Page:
It is easy to understand why many people opt in to living alone. It gives you the freedom to live life on your own terms and have a small section of the world carved out just for you. It means coming home whenever you want and never having to share the television remote with anyone. Seriously, there is a lot for non-solos to envy for sure. But living alone also comes with some safety risks, and giving them some serious consideration can keep you safe.
There is no need to give up freedom when you implement these smart, but easy safety tools and practices for living alone.
Most people think they are already pretty careful about not telling too much, but the chances are good that a great deal more information escapes than we realize. Go the extra mile and really scrutinize every detail. Change the often forgotten but tell-tale signs of living alone, such as one name on the mail box or apartment roster, or a telephone answering message that uses singular pronouns like “Leave a message and I will call right back!”.
Be Extra Cautious on Social Media
Okay, this may fall victim to semantic satiation, the phenomenon where you hear something so often that your mind stops hearing it, but it does deserve repeating. It is very easy to get casual and careless when using social media. No matter how “private” your settings, always act as if you are talking to your 300 close friends and 3 million strangers. Before you post, ask yourself if the post or picture shows that you live alone or tell what time you will be home or away? Avoid comments like “Super long workday tomorrow, 8-11! Ugh!” which tell people far too much information that can jeopardize your safety.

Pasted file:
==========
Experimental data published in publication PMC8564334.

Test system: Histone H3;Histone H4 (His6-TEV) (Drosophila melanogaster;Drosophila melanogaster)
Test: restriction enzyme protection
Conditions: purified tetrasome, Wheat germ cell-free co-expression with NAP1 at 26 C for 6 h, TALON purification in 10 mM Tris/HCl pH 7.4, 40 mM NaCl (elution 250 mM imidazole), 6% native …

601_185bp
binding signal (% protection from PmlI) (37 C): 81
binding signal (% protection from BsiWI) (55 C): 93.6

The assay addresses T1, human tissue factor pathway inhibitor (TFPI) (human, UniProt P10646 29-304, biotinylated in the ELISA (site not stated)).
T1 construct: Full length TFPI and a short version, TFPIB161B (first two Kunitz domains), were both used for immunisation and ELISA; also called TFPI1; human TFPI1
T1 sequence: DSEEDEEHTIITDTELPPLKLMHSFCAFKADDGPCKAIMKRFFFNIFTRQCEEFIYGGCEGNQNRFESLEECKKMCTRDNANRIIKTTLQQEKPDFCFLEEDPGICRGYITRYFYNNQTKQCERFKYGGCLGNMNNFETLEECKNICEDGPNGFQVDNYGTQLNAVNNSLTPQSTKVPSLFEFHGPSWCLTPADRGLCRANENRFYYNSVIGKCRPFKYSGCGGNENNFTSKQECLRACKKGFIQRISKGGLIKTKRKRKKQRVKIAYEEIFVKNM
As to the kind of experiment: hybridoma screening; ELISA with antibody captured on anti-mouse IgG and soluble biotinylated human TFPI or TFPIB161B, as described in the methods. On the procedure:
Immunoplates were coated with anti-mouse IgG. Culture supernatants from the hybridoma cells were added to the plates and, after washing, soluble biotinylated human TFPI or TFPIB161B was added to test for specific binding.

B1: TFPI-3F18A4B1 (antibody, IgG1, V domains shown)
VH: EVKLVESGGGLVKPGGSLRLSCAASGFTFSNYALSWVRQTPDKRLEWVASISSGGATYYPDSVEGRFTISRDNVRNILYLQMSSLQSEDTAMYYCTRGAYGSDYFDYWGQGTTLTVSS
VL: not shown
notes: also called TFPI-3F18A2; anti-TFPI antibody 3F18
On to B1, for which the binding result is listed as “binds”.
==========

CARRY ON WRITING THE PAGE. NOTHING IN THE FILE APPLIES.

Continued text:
Develop safety plans for various safety events. Have escape routes planned for every room of your home in the event of a fire or other emergency. Know how to turn off the gas and have a tool kit handy at strategic locations. Set up emergency codes with family and friends and have one emergency contact saved as “Pizza” on your phone to add opportunity in extreme safety events.
Get to Know Your Neighbors
Get to know your neighbors well and, when possible and with caution, share enough information that they are able to recognize trouble and act on it.
Set the Stage with Home Automation and Other Sneaky Tricks
Nobody needs to know that you live alone—ever—if you set the stage. Do simple things like leaving muddy work boots, or several different kinds and sizes of shoes by the front door. Keep the home looking constantly occupied by using home automation to turn off and on light and entertainment at various times throughout the day.
Opt in to a Home Security System
One of the best reasons to opt into a monitored security system if you live alone is that it can detect trouble and have help deployed far more quickly than you can. In an emergency, it takes time to process the threat and then act on it, if acting on it is even possible. With monitored security, help is on the way almost immediately and that saved time can be all the difference.
In the United States, living alone is common with 28% of households having just one person. As common as it is, it always helps to exercise as much caution as possible.
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